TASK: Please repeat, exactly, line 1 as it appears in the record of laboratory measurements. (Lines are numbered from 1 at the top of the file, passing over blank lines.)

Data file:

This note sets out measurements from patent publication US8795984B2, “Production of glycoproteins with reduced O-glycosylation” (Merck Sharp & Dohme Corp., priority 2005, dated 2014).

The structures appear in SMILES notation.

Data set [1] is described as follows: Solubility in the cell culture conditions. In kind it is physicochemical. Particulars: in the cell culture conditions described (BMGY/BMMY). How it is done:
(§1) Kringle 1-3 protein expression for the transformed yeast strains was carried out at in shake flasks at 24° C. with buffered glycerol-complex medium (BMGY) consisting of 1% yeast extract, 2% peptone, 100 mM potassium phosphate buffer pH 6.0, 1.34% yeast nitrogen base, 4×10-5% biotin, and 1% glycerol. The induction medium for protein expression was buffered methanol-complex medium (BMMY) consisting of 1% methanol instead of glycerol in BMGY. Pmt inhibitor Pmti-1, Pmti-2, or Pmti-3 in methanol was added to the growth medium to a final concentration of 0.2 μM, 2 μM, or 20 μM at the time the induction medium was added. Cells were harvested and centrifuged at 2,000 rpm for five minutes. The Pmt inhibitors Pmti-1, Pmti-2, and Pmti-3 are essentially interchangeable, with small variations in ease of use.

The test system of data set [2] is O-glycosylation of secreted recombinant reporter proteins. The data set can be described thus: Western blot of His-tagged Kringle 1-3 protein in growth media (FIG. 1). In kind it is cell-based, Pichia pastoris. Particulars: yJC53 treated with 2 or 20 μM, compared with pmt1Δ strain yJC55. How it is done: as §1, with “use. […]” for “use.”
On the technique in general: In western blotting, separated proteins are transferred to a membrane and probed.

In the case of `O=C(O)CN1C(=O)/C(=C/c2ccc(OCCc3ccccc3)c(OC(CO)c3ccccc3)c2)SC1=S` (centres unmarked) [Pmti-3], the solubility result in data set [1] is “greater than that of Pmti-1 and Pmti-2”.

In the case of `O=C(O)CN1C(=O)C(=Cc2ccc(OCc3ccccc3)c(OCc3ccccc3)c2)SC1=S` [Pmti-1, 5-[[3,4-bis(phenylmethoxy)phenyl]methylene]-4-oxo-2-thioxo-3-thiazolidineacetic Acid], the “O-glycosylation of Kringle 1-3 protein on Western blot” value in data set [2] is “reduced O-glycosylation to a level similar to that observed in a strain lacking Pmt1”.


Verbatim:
This note sets out measurements from patent publication US8795984B2, “Production of glycoproteins with reduced O-glycosylation” (Merck Sharp & Dohme Corp., priority 2005, dated 2014).